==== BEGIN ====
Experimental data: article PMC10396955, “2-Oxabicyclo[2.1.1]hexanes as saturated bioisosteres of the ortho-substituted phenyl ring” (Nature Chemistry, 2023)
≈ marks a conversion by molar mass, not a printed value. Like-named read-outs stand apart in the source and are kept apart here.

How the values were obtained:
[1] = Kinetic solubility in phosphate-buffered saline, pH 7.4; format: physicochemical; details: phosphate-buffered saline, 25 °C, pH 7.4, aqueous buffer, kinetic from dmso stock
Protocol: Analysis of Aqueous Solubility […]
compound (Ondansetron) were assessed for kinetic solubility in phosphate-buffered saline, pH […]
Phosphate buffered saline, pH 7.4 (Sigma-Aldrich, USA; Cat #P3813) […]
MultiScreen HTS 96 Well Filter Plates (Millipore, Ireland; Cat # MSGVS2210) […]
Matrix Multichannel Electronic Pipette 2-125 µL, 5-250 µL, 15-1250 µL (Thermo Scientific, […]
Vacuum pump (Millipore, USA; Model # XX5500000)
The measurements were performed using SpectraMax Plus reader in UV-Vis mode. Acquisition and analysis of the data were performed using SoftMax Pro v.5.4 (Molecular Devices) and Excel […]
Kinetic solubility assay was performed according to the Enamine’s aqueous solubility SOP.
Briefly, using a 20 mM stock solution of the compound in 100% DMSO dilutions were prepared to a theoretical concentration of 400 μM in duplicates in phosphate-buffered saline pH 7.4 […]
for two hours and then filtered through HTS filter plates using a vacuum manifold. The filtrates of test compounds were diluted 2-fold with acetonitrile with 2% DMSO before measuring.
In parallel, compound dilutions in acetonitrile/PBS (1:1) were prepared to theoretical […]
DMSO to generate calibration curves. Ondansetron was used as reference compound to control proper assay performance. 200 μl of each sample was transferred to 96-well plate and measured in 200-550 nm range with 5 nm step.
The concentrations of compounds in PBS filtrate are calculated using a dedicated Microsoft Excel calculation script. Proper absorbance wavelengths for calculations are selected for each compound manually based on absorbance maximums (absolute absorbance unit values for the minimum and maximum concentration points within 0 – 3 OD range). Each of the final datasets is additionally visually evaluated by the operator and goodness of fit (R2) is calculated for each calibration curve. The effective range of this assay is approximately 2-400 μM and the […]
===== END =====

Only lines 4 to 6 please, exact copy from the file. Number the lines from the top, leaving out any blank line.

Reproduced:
[1] = Kinetic solubility in phosphate-buffered saline, pH 7.4; format: physicochemical; details: phosphate-buffered saline, 25 °C, pH 7.4, aqueous buffer, kinetic from dmso stock
Protocol: Analysis of Aqueous Solubility […]
compound (Ondansetron) were assessed for kinetic solubility in phosphate-buffered saline, pH […]